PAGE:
I found the following list of things that count as benefit fraud:
Benefit theft includes:
- not telling us that you are now living with a partner
- not telling us that you are receiving other benefits
- not telling us about any savings or not telling us the right amount
- claiming for children who have left home
- not telling us that you have started work, or about any earnings
- not telling us that you have inherited money
- not telling us that you are going abroad, living abroad, or have changed address.
Basically, deliberately withholding information that affects your claim.
If you are claiming benefits, or your partner is, make sure that you haven't accidentally fallen foul of any of these.
Regarding your ex, I don't think you should worry. As far as I could see, the key is 'deliberately withholding information' - you haven't completed any forms for him with untruths on, you haven't called the benefit people with false information. Therefore you haven't commited an offence. If he has, then he has. I should think that benefit fraud in one half of a separated/divorcing couple isn't that rare (I know he may well be innocent, but looking at the 'worst case scenario') and it would be 'ultra vires' meaning 'outside the law' for a judge to rule that you had to pay for his fraud. Like his brother wouldn't be made to pay, nor his mother. Cos he is an adult and responsible for his own actions.
I used to work as an EHO and we sometimes prosecuted people for things regarding rented houses. It was the person responsible who had to 'carry the can' - if someone had broken the law, they had to take the consequences and their partner would not be involved unless they too had commited an offence themselves. From reading on the DWP site I think it is the same for you.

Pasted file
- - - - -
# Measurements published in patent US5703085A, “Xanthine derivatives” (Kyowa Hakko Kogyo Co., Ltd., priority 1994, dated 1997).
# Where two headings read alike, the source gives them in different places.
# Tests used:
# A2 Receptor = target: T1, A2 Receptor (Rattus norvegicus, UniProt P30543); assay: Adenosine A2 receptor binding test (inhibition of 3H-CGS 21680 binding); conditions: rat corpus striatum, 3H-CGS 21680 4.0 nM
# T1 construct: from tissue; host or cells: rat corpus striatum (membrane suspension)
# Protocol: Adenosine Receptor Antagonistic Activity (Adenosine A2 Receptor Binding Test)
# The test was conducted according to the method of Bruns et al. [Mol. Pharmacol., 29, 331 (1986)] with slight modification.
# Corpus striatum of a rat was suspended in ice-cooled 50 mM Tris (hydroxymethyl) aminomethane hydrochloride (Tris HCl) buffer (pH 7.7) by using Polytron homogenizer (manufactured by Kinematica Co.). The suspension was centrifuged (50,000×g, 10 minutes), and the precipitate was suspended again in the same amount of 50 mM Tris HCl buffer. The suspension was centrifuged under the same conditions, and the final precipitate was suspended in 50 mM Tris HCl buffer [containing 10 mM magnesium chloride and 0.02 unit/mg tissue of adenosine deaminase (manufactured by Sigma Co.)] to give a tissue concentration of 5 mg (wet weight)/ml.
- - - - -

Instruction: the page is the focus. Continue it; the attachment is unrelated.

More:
So, in a longwinded way, i am trying to say don't worry. just check that all your details are completely up to date with the benefit people if relevant. Then go your merry way and forget about your ex's finances.
It may be that in their investigations they ask you questions. If they do so, answer them honestly. Also probably sensible to mention to your lawyer that he has told you he's being investigated, but your involvement would be at most 'routine questions'. So don't worry about it.
I used to work on the same floor as the benefit chaps, so below is my understanding from minor involvement in the past:
Punishment is usually along the lines of fines and paying back the benefit claimed but shouldn't have been. The ammount to be paid takes into account the individuals finances - and usually it can be paid in installments - so much a week/month to make sure it is affordable.
The procedure is along the lines of initially notify that are under investigation then:
investigate to see whether thought to be fraud going on - includes looking at bank accounts, business transactions, asking questions, in some cases 'tailing' the suspect to see where he goes and what he does, asking questions of family/colleagues.
Once they have enough information they either drop the case as not fraudulent/not enough evidence.
Or they do a PACE interview with the suspect (i.e. your ex) this is an official recorded interview, and they use the formal caution that the police use 'anything you say may be used as evidence....etc'. These take a set format and are like a final screening before deciding what action to take.
Then they decide whether to drop the case or take it to court.
Having said all that, it does sound as if he may possibly be looking for attention though. so another reason not to panic about it.
Incidentally, if it does turn out to be true that he is being investigated, and you want to know more about what to do etc, feel free to pm me with any questiosn and I will see if I can help.